In Sommer v. Federal Signal Corp., 79 NY2d 540, 551, 593 N.E.2d 1365, 583 N.Y.S.2d 957 (1992), the plaintiff, a building owner, contracted with the defendant, a fire alarm company, to inform the New York City Fire Department when fire alarms sounded in the building.
Because of a misunderstanding between the building engineer and one of the defendant's dispatchers with regard to the reactivation of the fire alarm system, the defendant did not inform the fire department when the alarm went off due to a fire in the building one evening.
The plaintiff filed a complaint for breach of contract as well as for negligence arising out of the same nucleus of fact.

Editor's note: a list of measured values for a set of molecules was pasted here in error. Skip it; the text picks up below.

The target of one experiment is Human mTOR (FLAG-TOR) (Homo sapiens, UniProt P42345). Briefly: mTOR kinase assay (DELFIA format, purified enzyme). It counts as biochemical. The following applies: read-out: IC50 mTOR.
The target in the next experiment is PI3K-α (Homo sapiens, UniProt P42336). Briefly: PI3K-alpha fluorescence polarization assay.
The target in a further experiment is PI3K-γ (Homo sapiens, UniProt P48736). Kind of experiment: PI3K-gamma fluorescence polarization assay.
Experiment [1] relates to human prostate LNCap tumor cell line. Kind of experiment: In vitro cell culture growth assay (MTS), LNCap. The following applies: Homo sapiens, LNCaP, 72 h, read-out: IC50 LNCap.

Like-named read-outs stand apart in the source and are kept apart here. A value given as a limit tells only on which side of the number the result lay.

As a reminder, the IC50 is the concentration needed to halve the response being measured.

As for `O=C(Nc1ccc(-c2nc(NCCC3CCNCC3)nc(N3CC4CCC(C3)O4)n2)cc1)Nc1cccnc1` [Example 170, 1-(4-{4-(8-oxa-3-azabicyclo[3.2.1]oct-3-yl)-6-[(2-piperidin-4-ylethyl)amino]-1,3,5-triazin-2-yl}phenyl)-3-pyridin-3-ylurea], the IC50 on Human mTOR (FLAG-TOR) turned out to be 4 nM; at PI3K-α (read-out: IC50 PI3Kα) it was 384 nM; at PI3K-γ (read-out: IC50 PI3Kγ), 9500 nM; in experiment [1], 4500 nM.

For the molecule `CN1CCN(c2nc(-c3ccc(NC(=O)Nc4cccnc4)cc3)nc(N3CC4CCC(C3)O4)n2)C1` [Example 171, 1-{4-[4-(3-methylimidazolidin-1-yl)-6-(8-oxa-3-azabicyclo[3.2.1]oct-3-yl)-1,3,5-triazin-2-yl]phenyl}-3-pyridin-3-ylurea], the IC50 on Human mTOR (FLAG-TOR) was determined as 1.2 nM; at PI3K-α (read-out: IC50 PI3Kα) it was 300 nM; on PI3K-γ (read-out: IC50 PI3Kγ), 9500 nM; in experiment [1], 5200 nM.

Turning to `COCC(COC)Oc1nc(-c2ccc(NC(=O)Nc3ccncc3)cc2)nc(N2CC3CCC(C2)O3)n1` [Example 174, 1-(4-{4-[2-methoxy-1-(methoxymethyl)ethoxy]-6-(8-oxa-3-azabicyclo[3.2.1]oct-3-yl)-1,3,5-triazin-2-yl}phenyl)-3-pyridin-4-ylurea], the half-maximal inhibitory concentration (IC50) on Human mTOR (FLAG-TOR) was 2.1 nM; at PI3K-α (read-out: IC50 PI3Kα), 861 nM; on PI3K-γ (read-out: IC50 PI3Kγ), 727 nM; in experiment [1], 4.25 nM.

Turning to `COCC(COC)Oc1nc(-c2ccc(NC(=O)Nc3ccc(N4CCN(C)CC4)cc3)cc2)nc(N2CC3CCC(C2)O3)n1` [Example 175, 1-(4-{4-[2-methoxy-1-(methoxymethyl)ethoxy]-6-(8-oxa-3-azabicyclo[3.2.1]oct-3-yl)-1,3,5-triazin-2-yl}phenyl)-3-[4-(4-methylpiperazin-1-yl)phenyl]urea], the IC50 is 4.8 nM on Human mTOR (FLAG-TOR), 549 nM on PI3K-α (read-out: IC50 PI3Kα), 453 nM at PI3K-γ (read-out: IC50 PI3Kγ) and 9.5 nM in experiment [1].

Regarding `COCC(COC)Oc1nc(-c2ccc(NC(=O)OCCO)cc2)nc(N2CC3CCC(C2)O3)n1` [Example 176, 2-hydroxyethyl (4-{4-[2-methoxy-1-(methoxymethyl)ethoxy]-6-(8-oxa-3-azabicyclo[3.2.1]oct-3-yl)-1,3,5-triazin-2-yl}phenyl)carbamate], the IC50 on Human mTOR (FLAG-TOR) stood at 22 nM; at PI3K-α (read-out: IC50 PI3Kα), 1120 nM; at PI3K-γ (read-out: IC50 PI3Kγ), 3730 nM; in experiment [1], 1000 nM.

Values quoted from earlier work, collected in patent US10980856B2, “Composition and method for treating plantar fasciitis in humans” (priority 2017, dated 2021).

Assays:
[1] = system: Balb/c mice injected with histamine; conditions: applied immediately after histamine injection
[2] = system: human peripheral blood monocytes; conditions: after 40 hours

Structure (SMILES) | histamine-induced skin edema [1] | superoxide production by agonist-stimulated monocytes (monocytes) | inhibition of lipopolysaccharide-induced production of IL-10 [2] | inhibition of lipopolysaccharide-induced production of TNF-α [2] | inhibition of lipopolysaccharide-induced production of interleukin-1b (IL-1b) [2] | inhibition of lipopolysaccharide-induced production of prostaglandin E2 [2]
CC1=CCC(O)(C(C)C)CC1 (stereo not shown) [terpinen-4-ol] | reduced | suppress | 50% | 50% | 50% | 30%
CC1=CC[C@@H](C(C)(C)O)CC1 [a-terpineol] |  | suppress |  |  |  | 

The Court of Appeals allowed both claims noting that:
"A legal duty independent of contractual obligations may be imposed by law as an incident to the parties' relationship. Professionals, common carriers and bailees, for example, may be subject to tort liability for failure to exercise reasonable care, irrespective of their contractual duties. In these instances, it is policy, not the parties' contract, that gives rise to a duty of due care" (Sommer v. Federal Signal Corp., 79 NY2d at 551-552.)
The court noted that "the nature of the injury, the manner in which the injury occurred and the resulting harm" are all relevant in assessing whether a claim for both breach of contract and tort may exist. Id.